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Article-Longsine-R.jpg

©2015 This excerpt taken from the article of the same name which appeared in ASHRAE Journal, vol. 57, no. 5, May 2015

By Matthew Longsine, P.E., Associate Member ASHRAE

About the Author
Matthew Longsine, P.E., is senior associate, Building Mechanical Systems at WSP, Seattle.

The Tacoma Center for Urban Waters is a three-story lab building that was envisioned by the City of Tacoma, Wash., to be a beacon on the water; an icon that can be seen from the downtown core; and an example of using building and site sustainable strategies that can set the direction for future projects in the city. The 51,000 ft2 (4738 m2) building functions as a shared research facility for the City of Tacoma, University of Washington, and Puget Sound Partnership.

During the mid-1990s, the City of Tacoma, Wash., in partnership with the Environmental Protection Agency (EPA) undertook a major cleanup effort of the Theo Foss Waterway, located just east of the city’s bustling downtown.

It took nearly 12 years to undo decades of pollution and sewage dumped directly into the waterway. At the completion of this undertaking, a new facility was proposed to maintain the cleanliness of the waterway and help restore, protect and maintain other water bodies throughout the Puget Sound.

This mix of scientists, engineers and policymakers helps implement best practices in serving the environment. The lab focuses on receiving and analyzing water samples from the waterways of Tacoma and surrounding areas, and 9,000 ft2 (836 m2) of the building is dedicated to laboratory testing and research.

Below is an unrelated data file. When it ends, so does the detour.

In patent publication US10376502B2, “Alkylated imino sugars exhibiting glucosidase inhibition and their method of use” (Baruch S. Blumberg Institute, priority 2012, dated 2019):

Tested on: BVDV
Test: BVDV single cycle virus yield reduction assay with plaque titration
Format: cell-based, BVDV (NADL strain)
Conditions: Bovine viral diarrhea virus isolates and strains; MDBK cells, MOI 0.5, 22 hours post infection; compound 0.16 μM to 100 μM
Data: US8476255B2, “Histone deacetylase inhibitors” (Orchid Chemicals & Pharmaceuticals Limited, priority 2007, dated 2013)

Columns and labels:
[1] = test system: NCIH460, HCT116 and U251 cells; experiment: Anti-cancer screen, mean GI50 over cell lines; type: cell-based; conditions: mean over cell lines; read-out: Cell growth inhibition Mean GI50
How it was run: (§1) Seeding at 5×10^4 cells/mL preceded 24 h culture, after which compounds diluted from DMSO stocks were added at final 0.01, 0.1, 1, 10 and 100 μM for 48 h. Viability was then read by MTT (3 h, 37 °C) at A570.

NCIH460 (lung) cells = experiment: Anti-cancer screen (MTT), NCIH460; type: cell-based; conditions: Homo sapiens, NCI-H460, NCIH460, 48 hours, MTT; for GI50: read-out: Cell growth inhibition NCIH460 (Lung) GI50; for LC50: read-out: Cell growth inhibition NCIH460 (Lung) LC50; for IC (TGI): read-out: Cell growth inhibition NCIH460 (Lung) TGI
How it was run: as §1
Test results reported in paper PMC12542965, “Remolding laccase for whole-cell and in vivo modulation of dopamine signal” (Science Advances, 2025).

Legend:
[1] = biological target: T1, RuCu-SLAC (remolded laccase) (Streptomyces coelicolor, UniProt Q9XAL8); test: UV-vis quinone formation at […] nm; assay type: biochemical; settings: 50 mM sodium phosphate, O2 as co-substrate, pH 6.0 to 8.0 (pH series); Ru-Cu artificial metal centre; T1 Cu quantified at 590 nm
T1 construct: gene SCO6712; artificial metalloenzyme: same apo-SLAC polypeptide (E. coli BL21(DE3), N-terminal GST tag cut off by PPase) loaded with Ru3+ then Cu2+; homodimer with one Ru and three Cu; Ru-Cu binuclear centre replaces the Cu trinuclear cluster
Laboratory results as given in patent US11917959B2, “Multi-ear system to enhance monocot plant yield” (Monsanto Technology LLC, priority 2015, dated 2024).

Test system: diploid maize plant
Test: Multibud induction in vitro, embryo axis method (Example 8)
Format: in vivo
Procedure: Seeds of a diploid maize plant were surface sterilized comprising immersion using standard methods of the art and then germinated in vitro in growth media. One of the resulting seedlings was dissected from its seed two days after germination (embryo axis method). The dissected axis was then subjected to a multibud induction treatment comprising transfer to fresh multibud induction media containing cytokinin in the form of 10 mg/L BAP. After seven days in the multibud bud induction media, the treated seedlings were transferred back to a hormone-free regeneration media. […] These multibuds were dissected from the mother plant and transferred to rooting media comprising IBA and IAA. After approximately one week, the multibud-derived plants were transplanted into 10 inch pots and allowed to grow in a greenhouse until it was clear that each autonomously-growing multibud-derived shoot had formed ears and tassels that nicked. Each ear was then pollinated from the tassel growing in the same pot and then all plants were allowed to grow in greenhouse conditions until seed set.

This project was completed using an integrated, collaborative effort throughout design and construction with ambitious sustainable goals, and is now certified as a LEED v2.2 Platinum laboratory. The following design features were all critical to the successful implementation of this project:

  • Ground loop geoexchange heating and cooling;
  • Heat recovery;
  • Energy efficient lighting;
  • Daylighting;
  • Natural ventilation;
  • Radiant floors;
  • Low-e glass and exterior operable shading;
  • VAV low-flow fume hoods;
  • Low-flow plumbing fixtures & rainwater harvesting;
  • Green roof; and
  • Energy efficient HVAC components.
 

Mechanical Systems

The building’s central plant consists of a 200 ton (703 kW) ground source water-to-water heat pump that combines with a geoexchange loop with 84 bore holes at an average of 280 ft (85 m) deep each. The water-to-water heat pump can simultaneously produce hot and chilled water that is pumped throughout the building. As a cost saving measure, the ground loop was sized for 100% of the heating load and only 75% of the cooling load. Therefore, a 70 ton (246 kW) fluid cooler was provided for peak cooling operation. After observing the building’s operation, the fluid cooler only operates two or three times a year.

Given the mixed occupancy of lab and office space, the building has been divided into two separate spaces that are conditioned by two separate system types. For the lab, a 60 ton (211 kW) variable air volume (VAV) air-handling unit (AHU) delivers 18,500 cfm (8731 L/s) of air to the space while two 21,000 cfm (9911 L/s) VAV lab exhaust fans have been provided that connect to the fume hoods, snorkels, bio-safety cabinets and general exhaust. A runaround loop was provided so the warm air from the exhaust system is transferred via water and serves as a preheat coil for the air handling unit.

 

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